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Tzipi Livni, Israel's opposition leader, resigned from parliament.
Former Israeli foreign minister and opposition leader Tzipi Livni resigned from parliament, known as the Knesset, on Tuesday, according to the BBC.
Livni said she would not withdraw from public life but would remain a member of the Kadima party. She lost Kadima's leadership just over a month ago, according to the BBC.
In televised remarks after handing in her resignation, Livni warned, "There is an immediate and urgent need to reach a permanent settlement with the Arab world and the Palestinians," according to Reuters.
As foreign minister, Livni served as the chief negotiator with the Palestinians when Kadima was in power, and her resignation statement stressed the importance of talking peace with the Palestinians.
Replaced by former defense chief Shaul Mofaz as Kadima leader, Livni accused members of Prime Minister Benjamin Netanyahu's government of "burying their heads in the sand, dealing with maneuvering and spin, while the threat to Israel only rises," reported Reuters.
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The New York Times noted that her resignation comes as Israeli politicians plan for elections that will likely be held this fall, adding to speculation that Livni might form or join another party in order to contest elections.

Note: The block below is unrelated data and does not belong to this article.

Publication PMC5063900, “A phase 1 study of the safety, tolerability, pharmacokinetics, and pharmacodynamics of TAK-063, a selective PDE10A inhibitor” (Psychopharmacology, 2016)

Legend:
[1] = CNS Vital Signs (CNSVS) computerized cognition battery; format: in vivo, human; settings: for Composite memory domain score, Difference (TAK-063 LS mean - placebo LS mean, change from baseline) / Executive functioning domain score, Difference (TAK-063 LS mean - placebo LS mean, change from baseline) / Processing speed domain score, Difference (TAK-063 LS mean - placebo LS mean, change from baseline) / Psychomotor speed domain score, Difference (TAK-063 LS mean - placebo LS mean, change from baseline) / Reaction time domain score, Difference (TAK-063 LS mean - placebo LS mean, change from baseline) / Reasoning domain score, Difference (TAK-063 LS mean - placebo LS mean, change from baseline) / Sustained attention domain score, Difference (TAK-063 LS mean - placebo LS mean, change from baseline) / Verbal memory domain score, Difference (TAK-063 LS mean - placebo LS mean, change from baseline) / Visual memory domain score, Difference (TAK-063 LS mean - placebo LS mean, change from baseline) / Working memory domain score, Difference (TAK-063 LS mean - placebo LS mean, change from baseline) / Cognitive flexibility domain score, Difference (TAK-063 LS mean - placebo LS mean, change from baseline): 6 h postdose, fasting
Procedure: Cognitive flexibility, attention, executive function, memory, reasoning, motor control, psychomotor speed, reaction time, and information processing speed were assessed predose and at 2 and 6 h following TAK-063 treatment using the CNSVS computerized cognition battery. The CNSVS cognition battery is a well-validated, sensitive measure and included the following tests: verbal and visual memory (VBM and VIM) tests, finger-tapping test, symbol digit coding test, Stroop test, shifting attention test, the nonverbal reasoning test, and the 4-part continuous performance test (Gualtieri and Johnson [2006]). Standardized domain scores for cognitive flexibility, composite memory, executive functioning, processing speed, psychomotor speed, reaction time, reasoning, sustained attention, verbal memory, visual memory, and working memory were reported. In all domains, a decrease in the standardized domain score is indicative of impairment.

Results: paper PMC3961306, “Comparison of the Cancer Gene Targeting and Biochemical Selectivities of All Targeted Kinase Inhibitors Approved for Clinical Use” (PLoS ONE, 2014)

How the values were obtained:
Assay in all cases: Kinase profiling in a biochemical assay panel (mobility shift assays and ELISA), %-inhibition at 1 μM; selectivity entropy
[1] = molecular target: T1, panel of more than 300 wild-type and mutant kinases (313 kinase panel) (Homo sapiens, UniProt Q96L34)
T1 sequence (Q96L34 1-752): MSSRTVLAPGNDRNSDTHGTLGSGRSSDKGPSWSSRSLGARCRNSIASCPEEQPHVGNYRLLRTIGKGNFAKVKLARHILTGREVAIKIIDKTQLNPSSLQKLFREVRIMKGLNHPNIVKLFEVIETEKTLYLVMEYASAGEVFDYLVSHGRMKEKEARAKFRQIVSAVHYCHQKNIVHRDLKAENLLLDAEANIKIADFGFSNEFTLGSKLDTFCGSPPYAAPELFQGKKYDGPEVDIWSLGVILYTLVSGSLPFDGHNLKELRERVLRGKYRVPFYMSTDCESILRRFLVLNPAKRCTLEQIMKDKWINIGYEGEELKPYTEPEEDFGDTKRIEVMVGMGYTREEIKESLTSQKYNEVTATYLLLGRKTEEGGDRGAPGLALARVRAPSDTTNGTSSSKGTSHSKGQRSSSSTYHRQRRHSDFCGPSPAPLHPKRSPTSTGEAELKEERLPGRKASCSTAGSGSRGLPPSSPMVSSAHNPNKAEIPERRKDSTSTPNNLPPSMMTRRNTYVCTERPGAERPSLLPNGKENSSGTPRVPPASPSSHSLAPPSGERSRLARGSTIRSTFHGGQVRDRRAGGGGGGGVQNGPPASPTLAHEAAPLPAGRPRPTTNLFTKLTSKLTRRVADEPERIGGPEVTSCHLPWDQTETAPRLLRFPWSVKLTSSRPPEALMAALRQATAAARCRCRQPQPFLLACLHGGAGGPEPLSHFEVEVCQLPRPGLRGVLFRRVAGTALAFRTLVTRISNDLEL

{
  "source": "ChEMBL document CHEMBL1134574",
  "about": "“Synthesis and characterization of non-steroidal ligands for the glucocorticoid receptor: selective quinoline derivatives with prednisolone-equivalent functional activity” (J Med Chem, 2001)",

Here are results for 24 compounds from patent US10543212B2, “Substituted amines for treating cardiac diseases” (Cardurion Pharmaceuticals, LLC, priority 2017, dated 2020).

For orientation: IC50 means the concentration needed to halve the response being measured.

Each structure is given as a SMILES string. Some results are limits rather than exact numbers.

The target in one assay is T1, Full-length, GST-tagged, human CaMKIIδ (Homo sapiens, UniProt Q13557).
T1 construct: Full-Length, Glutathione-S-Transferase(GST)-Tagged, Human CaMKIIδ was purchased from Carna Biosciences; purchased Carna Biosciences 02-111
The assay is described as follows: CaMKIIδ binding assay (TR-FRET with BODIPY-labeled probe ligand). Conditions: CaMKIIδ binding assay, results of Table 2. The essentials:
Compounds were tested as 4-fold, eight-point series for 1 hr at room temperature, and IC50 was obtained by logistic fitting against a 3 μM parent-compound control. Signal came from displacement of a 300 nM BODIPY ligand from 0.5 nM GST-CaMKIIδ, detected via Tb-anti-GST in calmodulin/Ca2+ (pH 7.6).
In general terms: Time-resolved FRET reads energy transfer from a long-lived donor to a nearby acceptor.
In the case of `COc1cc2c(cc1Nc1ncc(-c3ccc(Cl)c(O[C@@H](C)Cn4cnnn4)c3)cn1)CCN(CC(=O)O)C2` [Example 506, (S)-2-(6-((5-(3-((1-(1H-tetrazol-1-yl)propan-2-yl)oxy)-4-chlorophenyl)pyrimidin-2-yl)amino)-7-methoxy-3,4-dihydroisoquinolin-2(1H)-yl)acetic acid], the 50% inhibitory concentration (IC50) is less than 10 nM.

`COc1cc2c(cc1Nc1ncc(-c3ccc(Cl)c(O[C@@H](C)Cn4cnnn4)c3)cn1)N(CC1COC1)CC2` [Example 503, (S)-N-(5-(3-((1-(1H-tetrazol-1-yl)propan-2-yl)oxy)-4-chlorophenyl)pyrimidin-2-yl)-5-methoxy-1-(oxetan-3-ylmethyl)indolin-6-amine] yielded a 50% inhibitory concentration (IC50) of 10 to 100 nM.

Recent polls also suggest that the Kadima party may have lost more than half of its support since the 2009 elections when it won 28 seats, compared to the Likud party's 27, said The Times.
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After the 2009 elections, it was Netanyahu who formed a government after Livni was unable to find ultra-Orthodox governing partners, noted Reuters. She said in her comments during resignation today, "I do not regret not selling the state to the ultra-Orthodox."
In response to her resignation, Labor chairperson Shelly Yacimovich said, "Livni is a worthy, decent person, who has acquired a great deal of experience in the diplomatic sphere, and her absence in the Knesset will be felt," according to Israeli newspaper Haaretz.
Likud MK Danny Danon said Livni was abandoning a "sinking ship" stating, "Kadima's end seems nearer than ever," according to Haaretz.
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